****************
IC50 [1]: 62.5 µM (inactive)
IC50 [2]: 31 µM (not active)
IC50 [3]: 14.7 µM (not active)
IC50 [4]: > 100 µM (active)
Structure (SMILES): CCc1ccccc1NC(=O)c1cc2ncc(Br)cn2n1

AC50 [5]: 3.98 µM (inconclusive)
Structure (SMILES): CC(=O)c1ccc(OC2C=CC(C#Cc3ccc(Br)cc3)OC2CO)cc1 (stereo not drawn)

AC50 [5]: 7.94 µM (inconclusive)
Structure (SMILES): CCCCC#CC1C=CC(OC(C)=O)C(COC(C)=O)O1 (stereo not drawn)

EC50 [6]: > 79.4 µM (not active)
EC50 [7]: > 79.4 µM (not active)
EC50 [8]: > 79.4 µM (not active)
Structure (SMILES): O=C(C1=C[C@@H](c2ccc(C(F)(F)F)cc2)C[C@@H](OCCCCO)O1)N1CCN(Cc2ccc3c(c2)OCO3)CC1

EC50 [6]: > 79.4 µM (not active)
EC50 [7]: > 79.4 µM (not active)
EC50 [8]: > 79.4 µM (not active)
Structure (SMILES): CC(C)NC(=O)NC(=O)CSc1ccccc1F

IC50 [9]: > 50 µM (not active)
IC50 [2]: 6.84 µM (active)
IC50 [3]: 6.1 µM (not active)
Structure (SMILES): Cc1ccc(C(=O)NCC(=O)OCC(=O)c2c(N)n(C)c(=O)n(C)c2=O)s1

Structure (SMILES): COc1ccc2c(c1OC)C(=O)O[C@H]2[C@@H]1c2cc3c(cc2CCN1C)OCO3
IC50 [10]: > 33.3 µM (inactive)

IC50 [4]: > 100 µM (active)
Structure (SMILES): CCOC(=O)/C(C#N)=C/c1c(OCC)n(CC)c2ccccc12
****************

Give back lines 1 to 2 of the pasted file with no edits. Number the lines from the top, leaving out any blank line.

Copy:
IC50 [1]: 62.5 µM (inactive)
IC50 [2]: 31 µM (not active)